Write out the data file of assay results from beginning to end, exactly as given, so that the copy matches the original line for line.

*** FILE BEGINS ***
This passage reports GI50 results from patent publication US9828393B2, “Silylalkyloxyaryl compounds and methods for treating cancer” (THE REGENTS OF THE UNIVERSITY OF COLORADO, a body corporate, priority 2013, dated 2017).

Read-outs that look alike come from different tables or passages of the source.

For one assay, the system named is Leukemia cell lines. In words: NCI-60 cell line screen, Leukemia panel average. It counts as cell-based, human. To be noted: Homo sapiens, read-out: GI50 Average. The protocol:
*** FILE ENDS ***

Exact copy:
This passage reports GI50 results from patent publication US9828393B2, “Silylalkyloxyaryl compounds and methods for treating cancer” (THE REGENTS OF THE UNIVERSITY OF COLORADO, a body corporate, priority 2013, dated 2017).

Read-outs that look alike come from different tables or passages of the source.

For one assay, the system named is Leukemia cell lines. In words: NCI-60 cell line screen, Leukemia panel average. It counts as cell-based, human. To be noted: Homo sapiens, read-out: GI50 Average. The protocol: